Hyatt was about to launch a month-long branded content partnership with the Atlantic that revolves around themes of inclusion, understanding and the importance of coming together. And then Charlottesville happened and they hesitated…
The video was conceived around the story of civil rights leader Xernona Clayton, who 50 years ago was searching for a place to host the Southern Christian Leadership Conference in Atlanta with Martin Luther King Jr. Not a single venue wanted to accommodate the organization until it happened upon a Hyatt Regency. Wednesday marked the 50th anniversary of the conference.
Hyatt isn’t the only brand to hesitate when it comes to releasing work that could be judged as politically driven. In March, for instance, brands like YouTube, Microsoft, Chevrolet and CoverGirl began promoting Muslim inclusivity through ads without saying they were political. Hyatt was among these.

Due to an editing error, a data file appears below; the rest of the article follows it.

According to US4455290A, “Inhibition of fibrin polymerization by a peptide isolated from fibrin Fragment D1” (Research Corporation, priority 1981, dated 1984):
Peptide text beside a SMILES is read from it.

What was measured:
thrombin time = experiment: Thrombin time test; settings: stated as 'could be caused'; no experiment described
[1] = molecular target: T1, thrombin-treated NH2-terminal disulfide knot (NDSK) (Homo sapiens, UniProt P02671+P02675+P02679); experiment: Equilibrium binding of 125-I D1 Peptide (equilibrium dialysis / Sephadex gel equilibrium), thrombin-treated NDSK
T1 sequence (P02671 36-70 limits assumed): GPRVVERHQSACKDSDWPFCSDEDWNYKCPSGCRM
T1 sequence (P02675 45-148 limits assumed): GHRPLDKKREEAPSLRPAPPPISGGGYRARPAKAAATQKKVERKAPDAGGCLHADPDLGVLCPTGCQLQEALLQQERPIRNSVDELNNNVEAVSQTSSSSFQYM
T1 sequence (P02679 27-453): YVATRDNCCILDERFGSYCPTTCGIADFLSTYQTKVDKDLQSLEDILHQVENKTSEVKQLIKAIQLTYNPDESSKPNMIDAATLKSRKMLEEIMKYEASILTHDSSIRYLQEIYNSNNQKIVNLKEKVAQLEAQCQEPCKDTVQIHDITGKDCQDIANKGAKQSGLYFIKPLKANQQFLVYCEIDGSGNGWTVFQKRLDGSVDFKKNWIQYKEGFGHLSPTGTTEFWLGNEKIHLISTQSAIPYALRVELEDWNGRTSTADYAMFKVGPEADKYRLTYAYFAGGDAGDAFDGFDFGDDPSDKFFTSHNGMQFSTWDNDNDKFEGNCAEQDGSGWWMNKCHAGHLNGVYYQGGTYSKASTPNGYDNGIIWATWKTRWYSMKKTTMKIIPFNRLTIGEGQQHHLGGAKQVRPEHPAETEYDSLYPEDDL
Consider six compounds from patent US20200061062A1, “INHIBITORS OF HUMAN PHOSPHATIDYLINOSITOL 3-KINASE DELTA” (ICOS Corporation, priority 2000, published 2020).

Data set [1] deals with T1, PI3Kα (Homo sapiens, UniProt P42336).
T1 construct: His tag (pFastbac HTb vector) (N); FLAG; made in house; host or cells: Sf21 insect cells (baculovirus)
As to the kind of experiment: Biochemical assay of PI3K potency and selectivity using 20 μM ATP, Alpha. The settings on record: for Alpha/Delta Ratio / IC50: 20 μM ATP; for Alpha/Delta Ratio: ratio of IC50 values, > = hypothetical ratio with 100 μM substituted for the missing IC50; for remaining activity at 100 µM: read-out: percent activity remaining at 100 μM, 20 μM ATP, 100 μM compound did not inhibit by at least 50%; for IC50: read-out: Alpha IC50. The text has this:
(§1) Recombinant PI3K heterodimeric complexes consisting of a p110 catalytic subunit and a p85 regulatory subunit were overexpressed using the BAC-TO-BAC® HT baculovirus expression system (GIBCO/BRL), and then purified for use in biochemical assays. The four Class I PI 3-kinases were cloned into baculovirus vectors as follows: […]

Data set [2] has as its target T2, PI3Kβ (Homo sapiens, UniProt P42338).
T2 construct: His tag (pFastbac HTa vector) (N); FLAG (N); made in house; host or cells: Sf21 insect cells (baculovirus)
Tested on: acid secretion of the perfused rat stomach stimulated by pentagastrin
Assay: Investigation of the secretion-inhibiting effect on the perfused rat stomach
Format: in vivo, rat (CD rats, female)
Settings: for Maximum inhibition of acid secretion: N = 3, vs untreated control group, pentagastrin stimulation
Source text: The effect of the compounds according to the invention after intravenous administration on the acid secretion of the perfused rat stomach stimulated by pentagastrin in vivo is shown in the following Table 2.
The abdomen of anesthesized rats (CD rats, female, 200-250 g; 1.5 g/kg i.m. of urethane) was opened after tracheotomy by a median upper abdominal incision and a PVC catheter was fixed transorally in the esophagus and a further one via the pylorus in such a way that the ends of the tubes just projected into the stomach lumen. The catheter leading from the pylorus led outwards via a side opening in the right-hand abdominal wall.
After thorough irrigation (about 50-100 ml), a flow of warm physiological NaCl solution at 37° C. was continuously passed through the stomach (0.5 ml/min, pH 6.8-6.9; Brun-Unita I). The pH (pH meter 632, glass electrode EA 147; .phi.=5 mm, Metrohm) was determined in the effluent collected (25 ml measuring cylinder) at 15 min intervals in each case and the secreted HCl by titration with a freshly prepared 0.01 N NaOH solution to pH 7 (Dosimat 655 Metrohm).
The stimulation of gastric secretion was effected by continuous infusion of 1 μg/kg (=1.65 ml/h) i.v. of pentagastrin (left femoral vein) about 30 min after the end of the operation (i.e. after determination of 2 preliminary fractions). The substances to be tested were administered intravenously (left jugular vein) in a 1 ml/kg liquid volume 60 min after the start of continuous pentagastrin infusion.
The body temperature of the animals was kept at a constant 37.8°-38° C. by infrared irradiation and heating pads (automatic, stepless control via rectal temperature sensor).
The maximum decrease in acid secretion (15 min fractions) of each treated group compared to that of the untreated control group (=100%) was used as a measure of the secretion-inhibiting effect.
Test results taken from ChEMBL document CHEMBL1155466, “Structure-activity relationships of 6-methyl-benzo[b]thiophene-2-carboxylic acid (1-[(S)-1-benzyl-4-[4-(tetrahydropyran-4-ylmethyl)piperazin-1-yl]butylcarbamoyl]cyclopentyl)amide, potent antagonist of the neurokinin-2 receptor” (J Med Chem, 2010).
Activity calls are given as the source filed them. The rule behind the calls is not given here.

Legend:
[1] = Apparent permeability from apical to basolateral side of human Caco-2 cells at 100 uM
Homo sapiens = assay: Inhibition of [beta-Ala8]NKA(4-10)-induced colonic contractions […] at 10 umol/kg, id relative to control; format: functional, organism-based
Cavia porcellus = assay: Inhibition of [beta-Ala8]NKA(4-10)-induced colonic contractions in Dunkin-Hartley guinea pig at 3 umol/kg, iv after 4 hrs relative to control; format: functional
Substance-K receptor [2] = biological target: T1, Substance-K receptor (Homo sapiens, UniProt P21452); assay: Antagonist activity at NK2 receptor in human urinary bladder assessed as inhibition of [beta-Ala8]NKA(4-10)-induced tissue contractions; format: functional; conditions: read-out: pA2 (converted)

On one hand, brands have to find a way to tap into the zeitgeist to connect with consumers. On the other hand, they must be wary of getting called out for taking positions in the polarized environment.
Would you have gone forth with the campaign?
Why it’s hot:
- As marketers and advertisers, we walk a fine line with messaging. What the audience perceives of your messaging, especially in these politically volatile times can make or break a brand.